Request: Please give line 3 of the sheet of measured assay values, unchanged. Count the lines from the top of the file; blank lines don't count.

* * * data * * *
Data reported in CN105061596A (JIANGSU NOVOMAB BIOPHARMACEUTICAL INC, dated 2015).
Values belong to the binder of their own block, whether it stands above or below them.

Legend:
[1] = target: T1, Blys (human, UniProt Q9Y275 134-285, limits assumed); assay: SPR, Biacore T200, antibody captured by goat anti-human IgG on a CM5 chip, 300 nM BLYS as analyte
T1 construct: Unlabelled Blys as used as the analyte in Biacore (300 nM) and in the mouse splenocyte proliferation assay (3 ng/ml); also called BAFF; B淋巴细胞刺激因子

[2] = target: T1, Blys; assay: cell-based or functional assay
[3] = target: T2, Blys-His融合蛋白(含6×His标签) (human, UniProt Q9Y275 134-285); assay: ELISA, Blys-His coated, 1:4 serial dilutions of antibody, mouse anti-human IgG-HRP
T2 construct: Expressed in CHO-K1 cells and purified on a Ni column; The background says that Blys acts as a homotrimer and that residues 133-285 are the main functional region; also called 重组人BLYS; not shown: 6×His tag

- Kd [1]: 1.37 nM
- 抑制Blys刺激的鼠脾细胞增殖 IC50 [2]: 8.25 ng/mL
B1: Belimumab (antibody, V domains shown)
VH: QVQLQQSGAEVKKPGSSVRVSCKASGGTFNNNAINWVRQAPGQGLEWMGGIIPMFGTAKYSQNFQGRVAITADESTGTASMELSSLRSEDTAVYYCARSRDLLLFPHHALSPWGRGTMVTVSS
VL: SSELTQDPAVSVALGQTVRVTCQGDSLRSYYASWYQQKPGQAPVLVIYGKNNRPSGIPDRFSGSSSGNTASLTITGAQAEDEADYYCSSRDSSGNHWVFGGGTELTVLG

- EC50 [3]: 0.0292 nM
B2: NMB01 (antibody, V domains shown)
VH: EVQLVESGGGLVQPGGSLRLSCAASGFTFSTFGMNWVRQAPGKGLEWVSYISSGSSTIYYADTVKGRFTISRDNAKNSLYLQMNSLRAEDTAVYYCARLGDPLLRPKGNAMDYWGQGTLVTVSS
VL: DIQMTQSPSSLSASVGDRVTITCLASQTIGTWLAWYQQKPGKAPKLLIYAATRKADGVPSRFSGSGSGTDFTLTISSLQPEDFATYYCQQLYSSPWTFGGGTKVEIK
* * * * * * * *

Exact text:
Legend: